Hope For Multiple Sclerosis: New Therapeutic Agent ST266 Shows Potential
As the efforts to eradicate the chronic condition caused by Multiple sclerosis continuously takes place after another, a new therapeutic agent has recently been tested in a mouse model of multiple sclerosis (MS). Consequently, the said experiment has been noted to have produced anti-inflammatory activity and prevented loss of cells in the optic nerve. It was found that the research has been conducted in the laboratory of Kenneth Shindler, MD, PhD, an associate professor of Ophthalmology and Neurology and the results have been published in the journal Scientific Reports.
New Therapeutic Agent Shows Potential As Multiple Sclerosis Cure
In one of their statements reported by News Medical Life Sciences, the researchers from the Perelman School of Medicine at the University of Pennsylvania, with Pittsburgh-based Noveome Biotherapeutics has allegedly discovered that there is a therapeutic potential of the agent, called ST266, for treating optic neuritis, inflammation that damages the optic nerve which is also a common presenting feature of MS. Furthermore, during their study, it turns out that nearly half of patients who were diagnosed with MS experience optic neuritis. The condition was also believed to have the ability to cause mild to moderate permanent loss of vision, but rarely complete blindness.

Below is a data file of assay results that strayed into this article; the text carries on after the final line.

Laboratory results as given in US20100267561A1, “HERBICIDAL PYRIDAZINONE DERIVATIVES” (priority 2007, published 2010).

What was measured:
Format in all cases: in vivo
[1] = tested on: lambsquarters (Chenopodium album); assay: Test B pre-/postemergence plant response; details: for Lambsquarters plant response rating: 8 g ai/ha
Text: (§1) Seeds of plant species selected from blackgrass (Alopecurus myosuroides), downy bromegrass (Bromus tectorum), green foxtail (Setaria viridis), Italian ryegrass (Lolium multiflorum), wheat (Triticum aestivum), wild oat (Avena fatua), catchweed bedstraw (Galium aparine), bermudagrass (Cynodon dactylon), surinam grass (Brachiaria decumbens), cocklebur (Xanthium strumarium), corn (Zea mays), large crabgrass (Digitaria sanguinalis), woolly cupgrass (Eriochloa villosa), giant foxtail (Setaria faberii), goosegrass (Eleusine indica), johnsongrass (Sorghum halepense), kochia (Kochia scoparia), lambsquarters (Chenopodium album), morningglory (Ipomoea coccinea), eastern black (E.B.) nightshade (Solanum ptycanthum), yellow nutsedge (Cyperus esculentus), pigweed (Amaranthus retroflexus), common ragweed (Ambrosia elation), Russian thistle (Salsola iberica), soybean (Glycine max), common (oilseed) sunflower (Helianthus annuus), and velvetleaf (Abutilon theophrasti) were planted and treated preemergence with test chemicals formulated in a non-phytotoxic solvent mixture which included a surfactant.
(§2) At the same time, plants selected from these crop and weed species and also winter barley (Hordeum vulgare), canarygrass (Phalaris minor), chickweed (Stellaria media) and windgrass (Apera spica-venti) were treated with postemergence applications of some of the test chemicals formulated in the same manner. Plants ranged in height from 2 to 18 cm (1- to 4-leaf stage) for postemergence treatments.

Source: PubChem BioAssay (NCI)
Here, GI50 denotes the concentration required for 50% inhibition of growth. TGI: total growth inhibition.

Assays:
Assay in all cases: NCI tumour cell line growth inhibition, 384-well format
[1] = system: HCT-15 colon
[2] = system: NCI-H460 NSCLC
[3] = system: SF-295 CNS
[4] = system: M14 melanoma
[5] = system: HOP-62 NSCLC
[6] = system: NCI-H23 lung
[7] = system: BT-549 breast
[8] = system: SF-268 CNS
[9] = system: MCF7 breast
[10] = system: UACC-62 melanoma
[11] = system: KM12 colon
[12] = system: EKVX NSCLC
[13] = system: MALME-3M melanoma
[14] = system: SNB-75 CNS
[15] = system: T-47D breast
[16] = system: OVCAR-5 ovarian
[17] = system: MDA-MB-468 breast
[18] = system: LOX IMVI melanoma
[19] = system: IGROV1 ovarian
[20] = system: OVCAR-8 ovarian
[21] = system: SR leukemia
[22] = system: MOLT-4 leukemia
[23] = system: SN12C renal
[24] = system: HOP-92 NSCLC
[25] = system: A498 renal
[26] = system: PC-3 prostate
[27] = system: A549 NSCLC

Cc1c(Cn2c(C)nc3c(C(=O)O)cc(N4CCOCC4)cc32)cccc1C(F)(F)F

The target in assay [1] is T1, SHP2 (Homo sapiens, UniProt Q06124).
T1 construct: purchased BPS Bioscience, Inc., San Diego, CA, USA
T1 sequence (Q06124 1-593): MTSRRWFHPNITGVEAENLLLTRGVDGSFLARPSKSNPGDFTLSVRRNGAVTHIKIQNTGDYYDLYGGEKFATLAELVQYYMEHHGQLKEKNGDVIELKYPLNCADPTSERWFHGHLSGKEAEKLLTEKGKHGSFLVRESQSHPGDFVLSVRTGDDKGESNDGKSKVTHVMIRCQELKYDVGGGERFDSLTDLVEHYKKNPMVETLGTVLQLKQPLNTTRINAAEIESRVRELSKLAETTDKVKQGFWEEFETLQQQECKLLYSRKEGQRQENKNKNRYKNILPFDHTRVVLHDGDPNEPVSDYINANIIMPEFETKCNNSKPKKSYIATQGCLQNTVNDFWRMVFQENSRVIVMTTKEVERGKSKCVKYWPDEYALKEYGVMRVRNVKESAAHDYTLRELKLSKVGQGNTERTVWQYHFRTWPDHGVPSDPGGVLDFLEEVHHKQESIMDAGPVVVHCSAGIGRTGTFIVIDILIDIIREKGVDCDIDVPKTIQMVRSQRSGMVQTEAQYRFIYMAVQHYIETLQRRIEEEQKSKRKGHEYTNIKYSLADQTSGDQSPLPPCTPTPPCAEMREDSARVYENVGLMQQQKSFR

ST266 And Its Features
Meanwhile, as per News Wise, ST266 is known to be a solution of molecules that apparently stimulates paracrine signaling. It was found that through the said solution, it has become a means in which cells can communicate to each other: One cell is known to have the ability in producing a chemical signal that induces changes in nearby cells.
Ultimately, since the solution has been applied to mice, Shindler said that ST266's ability to preserve vision in the preclinical model and reduce neuronal loss would be a huge advance if it translates to human patients in the future. Additionally, the study findings suggest that ST266 helps promote optic neuron survival by potentially activating multiple pathways, including those that prevent cell death.
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